What We Learned at the 2012 National Homebrewers Conference


Tips and techniques to help you brew better beer at home.


Homebrewers from around the country gathered in Seattle recently for the 34th Annual National Homebrewers Conference, which featured a range of expert panelists, the latest homebrewing equipment, and more beer than a couple thousand participants could drink over five days. Throughout the conference, we were struck by some trends that are emerging in the world of homebrewing and in beer in general.

Creativity is Booming

I though I had heard of every possible ingredient to use in homebrewing—until I saw a beer that was dry-hopped with chanterelle mushrooms. Nothing could top that. But then we got to the booth featuring beer made with Mountain Dew and a homemade coffee mead that they splashed cream in (think White Russian cocktail). What was really impressive? These bizarre brews were actually quite drinkable.

Not all the creativity was off the wall. American homebrewers are busy crafting delicious stouts infused with cocoa nibs and hops, and I was able to sample a whiskey cherry porter that tasted as good as it sounds. Of course, there were a few creative attempts that fell short, but usually that was because the underlying beer was lacking more than the extra ingredients. If your brewing methods are sound, creative ingredients go a long way.

Homebrewers Can Be Better Than Pro Brewers

I was expecting the homebrew at the National Homebrewers Conference to be good, but it exceeded my expectations. On Thursday night of the conference, local professional brewers brought their kegs for us to sample, while Friday night featured beers from homebrewing clubs across the country. There was no question in my mind who brought the better beer. Four of my favorite 5 beers of the week were homebrews.

The homebrewed beer excelled in creativity, complexity, and innovation. Homebrewers are bringing back forgotten styles like Berliner Weiss, Mild, ESB, and Gose, and they're doing it well. And the best homebrewed stouts, pales, and IPAs (particularly the Black IPAs) were high quality, complex, and delicious. When someone asks you if you can brew beer at home that is as good as commercial, you can say with confidence that you can do it better.

Feedback Makes You Better

While a lot of homebrews I tried were fantastic, some of them were mediocre and a handful were downright undrinkable. I found it interesting that my least favorite beers at the conference mostly came from individuals who were not associated with a homebrewing club. I would even say that the larger homebrew clubs generally had better beer than the smaller clubs (though not across the board). The lesson is that when more people try your homebrew and give you feedback, you will brew better beer. This was eye opening to me because I've been slacking off a bit in attending our local homebrew get-togethers. If I want to make sure my brewing techniques are up to par, outside critique is essential.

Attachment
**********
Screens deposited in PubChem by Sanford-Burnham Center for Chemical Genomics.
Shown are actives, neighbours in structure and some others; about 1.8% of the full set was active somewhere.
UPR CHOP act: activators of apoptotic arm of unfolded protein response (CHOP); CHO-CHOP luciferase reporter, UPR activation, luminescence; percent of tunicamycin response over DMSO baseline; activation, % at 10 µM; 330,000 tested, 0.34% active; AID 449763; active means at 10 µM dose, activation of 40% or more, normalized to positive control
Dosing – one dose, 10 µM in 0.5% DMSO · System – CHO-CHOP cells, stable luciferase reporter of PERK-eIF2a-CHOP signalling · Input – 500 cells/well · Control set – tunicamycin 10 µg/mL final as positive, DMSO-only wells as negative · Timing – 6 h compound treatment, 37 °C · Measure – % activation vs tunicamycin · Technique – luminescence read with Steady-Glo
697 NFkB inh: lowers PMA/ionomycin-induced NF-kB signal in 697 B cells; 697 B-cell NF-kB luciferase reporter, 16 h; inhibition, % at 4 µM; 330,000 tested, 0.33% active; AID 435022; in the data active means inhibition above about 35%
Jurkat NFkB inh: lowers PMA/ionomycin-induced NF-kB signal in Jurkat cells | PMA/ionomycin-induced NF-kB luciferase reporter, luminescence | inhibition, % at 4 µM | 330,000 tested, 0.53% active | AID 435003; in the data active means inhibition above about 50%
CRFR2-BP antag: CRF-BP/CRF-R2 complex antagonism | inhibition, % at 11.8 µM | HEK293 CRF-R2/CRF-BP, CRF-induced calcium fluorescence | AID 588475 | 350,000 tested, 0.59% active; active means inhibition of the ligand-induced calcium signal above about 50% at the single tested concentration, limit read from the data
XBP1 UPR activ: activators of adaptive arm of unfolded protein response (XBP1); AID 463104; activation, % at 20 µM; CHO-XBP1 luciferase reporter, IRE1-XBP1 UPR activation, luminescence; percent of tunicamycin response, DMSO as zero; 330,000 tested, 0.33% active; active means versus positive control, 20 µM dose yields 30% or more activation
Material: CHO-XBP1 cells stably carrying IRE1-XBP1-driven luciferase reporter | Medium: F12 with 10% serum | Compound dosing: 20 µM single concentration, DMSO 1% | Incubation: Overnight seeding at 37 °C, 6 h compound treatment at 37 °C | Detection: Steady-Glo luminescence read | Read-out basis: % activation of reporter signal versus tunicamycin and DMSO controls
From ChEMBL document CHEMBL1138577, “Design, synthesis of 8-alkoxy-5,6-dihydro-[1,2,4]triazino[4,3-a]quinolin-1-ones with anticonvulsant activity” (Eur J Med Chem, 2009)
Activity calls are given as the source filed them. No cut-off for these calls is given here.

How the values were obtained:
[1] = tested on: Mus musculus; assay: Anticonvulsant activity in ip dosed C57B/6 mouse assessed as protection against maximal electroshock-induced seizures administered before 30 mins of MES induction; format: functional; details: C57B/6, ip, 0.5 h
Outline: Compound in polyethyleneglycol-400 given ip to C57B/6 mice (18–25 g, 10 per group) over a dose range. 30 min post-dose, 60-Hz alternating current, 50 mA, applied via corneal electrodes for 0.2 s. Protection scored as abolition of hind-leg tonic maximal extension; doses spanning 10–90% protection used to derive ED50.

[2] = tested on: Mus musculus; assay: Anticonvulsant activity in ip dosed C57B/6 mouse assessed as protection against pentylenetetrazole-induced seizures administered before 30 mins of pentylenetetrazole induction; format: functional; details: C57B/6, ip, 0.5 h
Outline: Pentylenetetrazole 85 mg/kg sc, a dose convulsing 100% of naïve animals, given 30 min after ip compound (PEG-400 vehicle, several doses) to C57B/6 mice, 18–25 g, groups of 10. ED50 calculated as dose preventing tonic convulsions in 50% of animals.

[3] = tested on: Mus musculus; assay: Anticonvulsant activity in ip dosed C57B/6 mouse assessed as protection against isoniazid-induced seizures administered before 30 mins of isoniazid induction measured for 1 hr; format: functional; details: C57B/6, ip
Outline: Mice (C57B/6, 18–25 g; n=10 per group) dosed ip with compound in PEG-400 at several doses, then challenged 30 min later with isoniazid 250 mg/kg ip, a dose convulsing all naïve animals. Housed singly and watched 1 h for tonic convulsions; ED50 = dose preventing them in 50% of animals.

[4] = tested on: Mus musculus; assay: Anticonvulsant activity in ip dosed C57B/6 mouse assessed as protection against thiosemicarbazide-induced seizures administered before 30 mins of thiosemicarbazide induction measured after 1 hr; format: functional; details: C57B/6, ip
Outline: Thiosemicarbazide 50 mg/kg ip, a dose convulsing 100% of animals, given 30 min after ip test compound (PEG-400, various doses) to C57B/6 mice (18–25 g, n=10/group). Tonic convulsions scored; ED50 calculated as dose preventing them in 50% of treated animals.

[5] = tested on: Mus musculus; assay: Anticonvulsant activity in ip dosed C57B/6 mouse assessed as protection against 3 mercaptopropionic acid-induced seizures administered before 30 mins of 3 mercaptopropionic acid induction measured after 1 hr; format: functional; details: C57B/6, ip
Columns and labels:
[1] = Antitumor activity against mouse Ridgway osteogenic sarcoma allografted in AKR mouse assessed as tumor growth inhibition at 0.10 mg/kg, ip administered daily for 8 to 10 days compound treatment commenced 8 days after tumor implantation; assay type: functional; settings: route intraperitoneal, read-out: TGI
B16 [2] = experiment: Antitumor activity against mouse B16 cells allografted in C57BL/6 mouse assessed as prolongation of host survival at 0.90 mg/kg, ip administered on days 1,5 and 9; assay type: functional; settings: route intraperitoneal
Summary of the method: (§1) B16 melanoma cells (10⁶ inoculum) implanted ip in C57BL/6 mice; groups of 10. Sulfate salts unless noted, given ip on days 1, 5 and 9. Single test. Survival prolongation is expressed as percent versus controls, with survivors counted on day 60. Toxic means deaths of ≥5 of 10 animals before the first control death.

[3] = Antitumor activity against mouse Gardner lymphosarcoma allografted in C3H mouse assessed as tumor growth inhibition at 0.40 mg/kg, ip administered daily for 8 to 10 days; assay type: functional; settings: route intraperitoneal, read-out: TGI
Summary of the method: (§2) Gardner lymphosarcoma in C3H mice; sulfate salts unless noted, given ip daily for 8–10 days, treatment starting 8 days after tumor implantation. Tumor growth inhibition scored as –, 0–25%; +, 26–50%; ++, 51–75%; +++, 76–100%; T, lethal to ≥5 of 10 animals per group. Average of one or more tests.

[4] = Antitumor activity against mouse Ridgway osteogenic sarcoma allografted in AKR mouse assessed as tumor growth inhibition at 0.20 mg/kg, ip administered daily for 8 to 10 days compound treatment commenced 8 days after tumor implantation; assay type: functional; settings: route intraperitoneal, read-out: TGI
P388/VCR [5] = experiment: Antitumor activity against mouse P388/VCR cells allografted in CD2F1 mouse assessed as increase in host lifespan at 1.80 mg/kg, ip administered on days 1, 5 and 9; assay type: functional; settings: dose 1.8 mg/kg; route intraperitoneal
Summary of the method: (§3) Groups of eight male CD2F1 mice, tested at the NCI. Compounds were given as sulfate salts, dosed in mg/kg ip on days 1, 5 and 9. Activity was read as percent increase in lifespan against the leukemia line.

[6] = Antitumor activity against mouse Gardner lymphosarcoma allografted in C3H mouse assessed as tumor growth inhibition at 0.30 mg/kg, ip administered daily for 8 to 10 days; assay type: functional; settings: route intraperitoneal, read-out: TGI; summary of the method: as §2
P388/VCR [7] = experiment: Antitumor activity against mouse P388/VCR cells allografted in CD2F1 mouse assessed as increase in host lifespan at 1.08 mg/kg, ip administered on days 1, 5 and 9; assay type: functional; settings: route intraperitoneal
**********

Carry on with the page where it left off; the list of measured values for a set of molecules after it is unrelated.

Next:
Sours Are In

Homebrewers across the country are producing sour beers at an unprecedented rate. At Friday's Homebrew Club Night I tasted a half dozen Flanders beers made by homebrewers, 3 of which were very impressive. Every other table seemed to have a Berliner Weiss or a Gose, and there were Brett Saisons and sour blonde ales peppered throughout the room.

If you're a homebrewer interested in brewing sours, just start now. There is a lot of great information out there in books like Wild Brews and specialty sour forums like the Babble Belt. Most sour ales take a year or so to mature to perfection, so the sooner you start, the sooner you'll be done. If you want a sour that is ready within a few months, the best option is to try brewing a Berliner Weisse.

Anyone is welcome to attend the national homebrewers conference, but you have to be quick to buy tickets—they tend to sell out in a couple days. The 2013 conference will be in Philadelphia from June 27 to 29. Keep an eye on the American Homebrewers Association and AHA Conference webpages for future details.